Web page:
Where x and y are the prey and predator respectively; a is the growth rate of the prey (species) in the absence of interaction with the predator (species), b is the effect of the predation of species to species, c is the growth rate of species in perfect conditions: abundant prey and no negative environmental impact and d is the death rate of the species in perfect conditions: abundant prey and no negative environmental impact from natural cause. One of the unrealistic assumptions in the Lotka-Volterra model is that the growth of the prey populations is unbounded in the absence of the predator. Murray (Murray, 1989) modified the Lokta-Volterra model and the model were based on assumptions that the prey population exhibits logistic growth in the absence of predators, then the model obtained:

**Materrial And Methods**

We shall consider the following prey predator system for analyzing it mathematically,

Where x, y and z stand for the density of susceptible predator, susceptible prey andinfected prey populations, respectively.And the parameters ‘a’ is the natural death of the healthy susceptible predator, ‘b’ is the number of contact between susceptible prey and healthy susceptible predator, ‘c’ is the number of contact between healthy susceptible predator and infected prey, ‘e’ is the number of contact between healthy susceptible predator with infected prey and susceptible prey, ‘f’ is the number of contact between healthy susceptible prey and infected prey, ‘g’ is the harvesting rate of infected prey , h is the per capita birth rate of susceptible prey (per time) and infected prey and ö is the proportion of those successively vaccinated at birth.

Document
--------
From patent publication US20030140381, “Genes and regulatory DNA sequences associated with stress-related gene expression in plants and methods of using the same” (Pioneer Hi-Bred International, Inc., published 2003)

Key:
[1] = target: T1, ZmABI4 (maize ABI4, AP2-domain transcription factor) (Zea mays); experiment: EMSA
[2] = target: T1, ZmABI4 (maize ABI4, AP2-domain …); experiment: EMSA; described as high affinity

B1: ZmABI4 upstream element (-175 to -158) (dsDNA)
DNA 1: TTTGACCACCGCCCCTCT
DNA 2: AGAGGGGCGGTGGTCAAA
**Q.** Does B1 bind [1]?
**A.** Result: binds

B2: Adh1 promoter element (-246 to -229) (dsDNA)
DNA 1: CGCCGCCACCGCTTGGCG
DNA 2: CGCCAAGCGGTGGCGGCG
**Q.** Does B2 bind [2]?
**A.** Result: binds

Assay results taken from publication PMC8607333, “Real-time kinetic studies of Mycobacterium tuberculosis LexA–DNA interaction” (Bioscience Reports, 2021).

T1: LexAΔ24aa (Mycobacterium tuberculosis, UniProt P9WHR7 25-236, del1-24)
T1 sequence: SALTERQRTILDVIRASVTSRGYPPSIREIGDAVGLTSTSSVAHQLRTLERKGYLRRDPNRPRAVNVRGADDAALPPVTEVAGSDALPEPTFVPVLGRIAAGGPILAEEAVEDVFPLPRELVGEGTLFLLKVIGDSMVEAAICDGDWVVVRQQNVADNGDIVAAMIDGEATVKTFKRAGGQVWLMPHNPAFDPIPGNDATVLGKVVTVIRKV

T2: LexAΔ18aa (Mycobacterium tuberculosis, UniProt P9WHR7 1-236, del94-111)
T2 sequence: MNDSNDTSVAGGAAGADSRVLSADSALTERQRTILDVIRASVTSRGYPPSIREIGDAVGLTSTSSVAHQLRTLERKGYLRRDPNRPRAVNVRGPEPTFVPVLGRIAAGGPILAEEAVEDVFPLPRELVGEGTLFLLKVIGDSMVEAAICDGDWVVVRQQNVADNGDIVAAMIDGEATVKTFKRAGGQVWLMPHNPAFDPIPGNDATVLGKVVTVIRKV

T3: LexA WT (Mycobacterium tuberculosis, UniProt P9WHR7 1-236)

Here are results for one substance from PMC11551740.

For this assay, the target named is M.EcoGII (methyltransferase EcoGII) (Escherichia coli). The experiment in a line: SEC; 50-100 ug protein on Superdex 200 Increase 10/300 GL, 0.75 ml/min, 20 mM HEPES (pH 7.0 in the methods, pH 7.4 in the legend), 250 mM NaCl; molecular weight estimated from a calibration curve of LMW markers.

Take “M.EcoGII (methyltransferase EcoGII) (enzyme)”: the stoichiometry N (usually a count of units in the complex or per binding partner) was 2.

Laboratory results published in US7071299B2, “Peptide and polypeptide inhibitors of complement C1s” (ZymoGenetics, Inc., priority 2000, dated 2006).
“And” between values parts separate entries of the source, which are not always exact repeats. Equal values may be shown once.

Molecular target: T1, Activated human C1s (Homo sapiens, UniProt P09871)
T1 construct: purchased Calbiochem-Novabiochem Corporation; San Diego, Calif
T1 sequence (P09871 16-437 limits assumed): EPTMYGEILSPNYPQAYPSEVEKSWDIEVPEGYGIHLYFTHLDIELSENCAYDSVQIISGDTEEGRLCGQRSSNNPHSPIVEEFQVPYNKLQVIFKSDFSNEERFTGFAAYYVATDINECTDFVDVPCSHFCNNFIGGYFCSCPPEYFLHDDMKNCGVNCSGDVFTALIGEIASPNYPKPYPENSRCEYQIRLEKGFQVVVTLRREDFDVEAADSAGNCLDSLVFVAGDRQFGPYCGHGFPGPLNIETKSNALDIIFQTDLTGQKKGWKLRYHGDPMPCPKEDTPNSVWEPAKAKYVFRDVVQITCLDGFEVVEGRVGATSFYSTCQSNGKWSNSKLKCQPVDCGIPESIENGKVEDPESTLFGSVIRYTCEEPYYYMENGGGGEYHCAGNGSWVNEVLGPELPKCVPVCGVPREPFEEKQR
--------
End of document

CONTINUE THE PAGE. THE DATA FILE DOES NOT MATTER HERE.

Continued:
The model consists of basic assumptions that we have made in formulating the model are: The relative birth rate for infected prey and that of susceptible prey remains the same.The disease is severely weakened and ultimately causing death for the predators. Once a predator is infected, it can be assumed to be dead. We will therefore consider only susceptible predator andinfectious disease spreads among the prey population by contact, and the rate of infection is proportional to the infected and the susceptible prey.The predator makes no difference between susceptible and infected members of the prey population. The predator becomes infected by consuming the infected prey. The rate of predator infection is proportional to the product of infected prey and susceptible predators.The infected prey does not recover.

To begin with, let us find the equilibrium points of the system (2.1)

The system (2.1) has the following equilibrium points:

Where x^{*}, y^{*}, z^{*} are given by

In the next section, let us discuss the stability of the five equilibrium points in the next which are obtained above.

**Results and Discussion**

**Stability Analysis**